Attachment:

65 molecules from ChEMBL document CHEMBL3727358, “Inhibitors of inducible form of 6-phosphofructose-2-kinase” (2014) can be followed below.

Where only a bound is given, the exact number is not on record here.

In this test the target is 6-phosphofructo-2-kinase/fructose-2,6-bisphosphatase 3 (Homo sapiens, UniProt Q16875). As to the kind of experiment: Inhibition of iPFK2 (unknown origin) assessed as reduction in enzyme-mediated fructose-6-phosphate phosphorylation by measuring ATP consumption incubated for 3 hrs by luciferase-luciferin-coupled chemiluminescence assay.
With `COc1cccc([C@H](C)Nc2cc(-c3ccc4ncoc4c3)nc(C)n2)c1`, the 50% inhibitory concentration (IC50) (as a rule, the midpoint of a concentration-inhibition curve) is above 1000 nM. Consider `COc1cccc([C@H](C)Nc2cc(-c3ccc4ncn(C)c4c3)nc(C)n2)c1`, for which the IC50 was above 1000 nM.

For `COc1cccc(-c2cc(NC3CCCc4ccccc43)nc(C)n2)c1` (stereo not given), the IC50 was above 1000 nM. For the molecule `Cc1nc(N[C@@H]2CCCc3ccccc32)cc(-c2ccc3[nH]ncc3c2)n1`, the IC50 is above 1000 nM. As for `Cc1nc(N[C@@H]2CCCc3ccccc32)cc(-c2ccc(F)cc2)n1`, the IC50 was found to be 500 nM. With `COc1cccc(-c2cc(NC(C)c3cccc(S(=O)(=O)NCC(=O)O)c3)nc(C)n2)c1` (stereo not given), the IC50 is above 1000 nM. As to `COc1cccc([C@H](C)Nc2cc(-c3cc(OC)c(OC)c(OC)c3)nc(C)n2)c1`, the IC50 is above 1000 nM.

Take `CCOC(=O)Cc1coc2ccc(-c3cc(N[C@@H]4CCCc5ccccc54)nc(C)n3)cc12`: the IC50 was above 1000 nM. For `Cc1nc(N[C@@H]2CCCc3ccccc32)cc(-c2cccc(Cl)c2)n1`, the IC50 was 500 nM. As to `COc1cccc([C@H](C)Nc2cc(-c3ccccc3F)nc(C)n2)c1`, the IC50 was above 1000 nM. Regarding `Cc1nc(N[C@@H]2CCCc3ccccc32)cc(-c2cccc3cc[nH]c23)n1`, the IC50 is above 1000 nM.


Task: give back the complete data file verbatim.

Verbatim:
65 molecules from ChEMBL document CHEMBL3727358, “Inhibitors of inducible form of 6-phosphofructose-2-kinase” (2014) can be followed below.

Where only a bound is given, the exact number is not on record here.

In this test the target is 6-phosphofructo-2-kinase/fructose-2,6-bisphosphatase 3 (Homo sapiens, UniProt Q16875). As to the kind of experiment: Inhibition of iPFK2 (unknown origin) assessed as reduction in enzyme-mediated fructose-6-phosphate phosphorylation by measuring ATP consumption incubated for 3 hrs by luciferase-luciferin-coupled chemiluminescence assay.
With `COc1cccc([C@H](C)Nc2cc(-c3ccc4ncoc4c3)nc(C)n2)c1`, the 50% inhibitory concentration (IC50) (as a rule, the midpoint of a concentration-inhibition curve) is above 1000 nM. Consider `COc1cccc([C@H](C)Nc2cc(-c3ccc4ncn(C)c4c3)nc(C)n2)c1`, for which the IC50 was above 1000 nM.

For `COc1cccc(-c2cc(NC3CCCc4ccccc43)nc(C)n2)c1` (stereo not given), the IC50 was above 1000 nM. For the molecule `Cc1nc(N[C@@H]2CCCc3ccccc32)cc(-c2ccc3[nH]ncc3c2)n1`, the IC50 is above 1000 nM. As for `Cc1nc(N[C@@H]2CCCc3ccccc32)cc(-c2ccc(F)cc2)n1`, the IC50 was found to be 500 nM. With `COc1cccc(-c2cc(NC(C)c3cccc(S(=O)(=O)NCC(=O)O)c3)nc(C)n2)c1` (stereo not given), the IC50 is above 1000 nM. As to `COc1cccc([C@H](C)Nc2cc(-c3cc(OC)c(OC)c(OC)c3)nc(C)n2)c1`, the IC50 is above 1000 nM.

Take `CCOC(=O)Cc1coc2ccc(-c3cc(N[C@@H]4CCCc5ccccc54)nc(C)n3)cc12`: the IC50 was above 1000 nM. For `Cc1nc(N[C@@H]2CCCc3ccccc32)cc(-c2cccc(Cl)c2)n1`, the IC50 was 500 nM. As to `COc1cccc([C@H](C)Nc2cc(-c3ccccc3F)nc(C)n2)c1`, the IC50 was above 1000 nM. Regarding `Cc1nc(N[C@@H]2CCCc3ccccc32)cc(-c2cccc3cc[nH]c23)n1`, the IC50 is above 1000 nM.